And if you DO get snotty responses just smile sweetly and say, "Thank you for your unsolicited opinion." Kill 'em with kindness. And if that doesn't work, rummage through your purse with a perplexed opinion and say, "Oh darn, I appear to have misplaced the memo that tells me that my childrearing practices are any of your business. Perhaps you'd care to send me another copy? My address is 123 Bite Me Avenue."

Jessica - posted on 03/31/2010

626

26

28

I think they are a cute idea, and better safe then sorry when it comes to kids safety! I cringe when I go to the store or mall or something and there are moms who are chatting with another adult while there kids are running around the parking lot or off down an isle where someone could grab them...or in a store and there child is terrorizing the place and they could care less! I used to work in retail, drove me nuts!

Alandria - posted on 03/31/2010

4

7

0

I have a now 4 year old and almost 3 year old...and I had little back packs that were shapped like animals and the tails were the leash. LOVED THEM!!!! They carried their own diaper, and sippy cup, and I could allow them a little freedom. You know people will say something when your children are running around, and you are chaseing them, and then you will have those who have a comment about the leash...you have to do what works best for you and our kids. I say get a cute leash and strap um up! LOL

Melissa - posted on 03/31/2010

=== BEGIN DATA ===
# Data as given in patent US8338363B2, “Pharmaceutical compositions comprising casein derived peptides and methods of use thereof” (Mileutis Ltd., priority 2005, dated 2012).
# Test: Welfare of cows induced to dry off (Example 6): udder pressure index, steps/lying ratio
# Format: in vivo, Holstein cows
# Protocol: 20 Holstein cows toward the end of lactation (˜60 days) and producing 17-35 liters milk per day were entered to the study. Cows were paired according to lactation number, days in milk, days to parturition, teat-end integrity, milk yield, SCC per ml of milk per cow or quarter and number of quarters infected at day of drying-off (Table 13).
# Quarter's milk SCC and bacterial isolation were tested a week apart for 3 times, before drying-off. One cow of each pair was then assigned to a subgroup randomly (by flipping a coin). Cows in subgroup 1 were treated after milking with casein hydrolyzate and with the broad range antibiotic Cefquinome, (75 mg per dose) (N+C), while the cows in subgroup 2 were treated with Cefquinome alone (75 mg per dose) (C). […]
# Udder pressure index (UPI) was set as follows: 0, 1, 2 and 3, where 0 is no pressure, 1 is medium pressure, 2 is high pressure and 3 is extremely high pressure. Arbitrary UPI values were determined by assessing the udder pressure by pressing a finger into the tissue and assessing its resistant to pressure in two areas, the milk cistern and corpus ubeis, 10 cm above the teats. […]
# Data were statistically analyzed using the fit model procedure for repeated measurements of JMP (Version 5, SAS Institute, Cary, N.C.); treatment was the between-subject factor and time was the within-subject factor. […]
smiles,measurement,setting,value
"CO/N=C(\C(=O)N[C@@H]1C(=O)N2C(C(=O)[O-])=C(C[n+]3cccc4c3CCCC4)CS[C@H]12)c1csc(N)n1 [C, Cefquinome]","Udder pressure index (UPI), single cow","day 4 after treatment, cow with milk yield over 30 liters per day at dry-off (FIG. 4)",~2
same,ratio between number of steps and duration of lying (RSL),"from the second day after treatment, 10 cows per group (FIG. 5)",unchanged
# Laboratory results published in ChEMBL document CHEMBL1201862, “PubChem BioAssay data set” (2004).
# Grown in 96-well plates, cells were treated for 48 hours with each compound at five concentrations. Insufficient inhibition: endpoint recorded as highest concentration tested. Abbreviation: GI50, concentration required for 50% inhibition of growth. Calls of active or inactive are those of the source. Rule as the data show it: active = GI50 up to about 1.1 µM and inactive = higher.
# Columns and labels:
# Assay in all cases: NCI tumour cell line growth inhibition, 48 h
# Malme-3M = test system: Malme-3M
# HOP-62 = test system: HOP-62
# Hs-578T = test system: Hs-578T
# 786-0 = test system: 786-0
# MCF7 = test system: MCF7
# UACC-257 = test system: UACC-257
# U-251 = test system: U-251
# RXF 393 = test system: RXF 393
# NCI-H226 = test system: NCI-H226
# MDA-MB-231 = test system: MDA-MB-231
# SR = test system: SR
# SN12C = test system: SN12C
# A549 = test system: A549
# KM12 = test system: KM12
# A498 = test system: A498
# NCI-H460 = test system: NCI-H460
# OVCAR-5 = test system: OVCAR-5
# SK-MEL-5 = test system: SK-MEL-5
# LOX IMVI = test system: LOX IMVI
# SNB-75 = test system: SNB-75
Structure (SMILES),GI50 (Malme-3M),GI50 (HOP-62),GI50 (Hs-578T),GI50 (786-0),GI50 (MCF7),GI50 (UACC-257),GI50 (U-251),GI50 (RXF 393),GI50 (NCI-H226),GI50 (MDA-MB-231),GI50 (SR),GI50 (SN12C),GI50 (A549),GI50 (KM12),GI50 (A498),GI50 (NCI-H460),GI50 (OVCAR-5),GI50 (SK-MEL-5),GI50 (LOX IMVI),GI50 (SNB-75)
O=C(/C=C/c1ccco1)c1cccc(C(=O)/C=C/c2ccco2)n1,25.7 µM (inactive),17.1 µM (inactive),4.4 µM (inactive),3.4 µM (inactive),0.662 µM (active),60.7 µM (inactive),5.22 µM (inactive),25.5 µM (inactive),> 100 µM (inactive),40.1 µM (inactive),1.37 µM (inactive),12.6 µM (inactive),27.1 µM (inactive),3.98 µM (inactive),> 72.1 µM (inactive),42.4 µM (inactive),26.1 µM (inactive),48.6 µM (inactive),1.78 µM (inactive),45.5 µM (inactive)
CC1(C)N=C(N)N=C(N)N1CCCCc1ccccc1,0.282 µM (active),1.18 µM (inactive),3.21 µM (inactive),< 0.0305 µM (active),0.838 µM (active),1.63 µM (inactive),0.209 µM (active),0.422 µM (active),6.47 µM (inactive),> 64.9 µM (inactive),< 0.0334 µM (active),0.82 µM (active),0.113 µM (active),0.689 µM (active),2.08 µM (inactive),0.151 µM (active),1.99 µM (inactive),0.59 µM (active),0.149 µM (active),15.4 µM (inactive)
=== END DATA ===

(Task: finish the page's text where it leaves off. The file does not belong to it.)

663

7

67

Who cares what other people think. Do what you feel is best and more safe for your babies, toddlers, kids, etc.

Karen - posted on 03/30/2010

182

23

11

I totally agree with Alison.
I used to look at those things and be like omg I am never using THAT. I didn't have kids then, let alone 3 babies to keep track of. When my middle child wandered off at a huge amusement park, and I couldn't find her for like a whole 2 minutes (it felt like an hour) I thought I might never see her again. I wished I had one of those things.
In your situation, I would. Honestly who cares what other people think. Keep you kids safe.

Brandy - posted on 03/25/2010

1,353

0

157

I think that in a situation like yours, you'd be crazy not to have one! I have one. I haven't used it yet but if I am going somewhere where I know I'm going to be distracted and unable to keep one eye on her at all times, I'll be pulling that thing out of the closet in a flash! I've seen how quickly she can dissapear into a different room at home and would hate for it to happen somewhere where there's all kinds of people whose intentions may not be kid-friendly. I used to work at Sears and every time I heard "code yellow" over the intercom (that was our code for missing child in the store), my heart would skip a beat. What is somebody picked up that child and walked out? We don't know who came in with a child and who didn't and there were 3 different exits in the store.

[deleted account]

we have the monkey one for my active 13 month old who can run faster than i can... im preggers with num 2 so it works out easier if he wants to walk so i dont have to run him down or chase him and then hold him... we usually use it in walmart or parades and such

Alison - posted on 03/22/2010

2,753

20

466

It sounds like the only thing holding you back is what others think of you, which should never be the major decider when you make parenting decisions. Your priority is to keep your girls safe, not to show the world what an awesome parent you are.



Imagine that you decide against it, then one of your girls actually wanders off... it's worth a few judging glances to have peace of mind.

[deleted account]